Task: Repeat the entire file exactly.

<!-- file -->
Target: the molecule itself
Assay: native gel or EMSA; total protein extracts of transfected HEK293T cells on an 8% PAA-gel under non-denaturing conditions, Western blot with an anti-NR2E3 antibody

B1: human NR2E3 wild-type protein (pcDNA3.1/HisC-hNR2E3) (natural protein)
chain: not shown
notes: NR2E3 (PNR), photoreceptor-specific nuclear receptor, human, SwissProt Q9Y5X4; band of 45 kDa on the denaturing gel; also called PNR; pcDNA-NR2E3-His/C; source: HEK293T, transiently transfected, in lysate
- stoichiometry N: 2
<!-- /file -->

Target: the molecule itself
Assay: native gel or EMSA; total protein extracts of transfected HEK293T cells on an 8% PAA-gel under non-denaturing conditions, Western blot with an anti-NR2E3 antibody

B1: human NR2E3 wild-type protein (pcDNA3.1/HisC-hNR2E3) (natural protein)
chain: not shown
notes: NR2E3 (PNR), photoreceptor-specific nuclear receptor, human, SwissProt Q9Y5X4; band of 45 kDa on the denaturing gel; also called PNR; pcDNA-NR2E3-His/C; source: HEK293T, transiently transfected, in lysate
- stoichiometry N: 2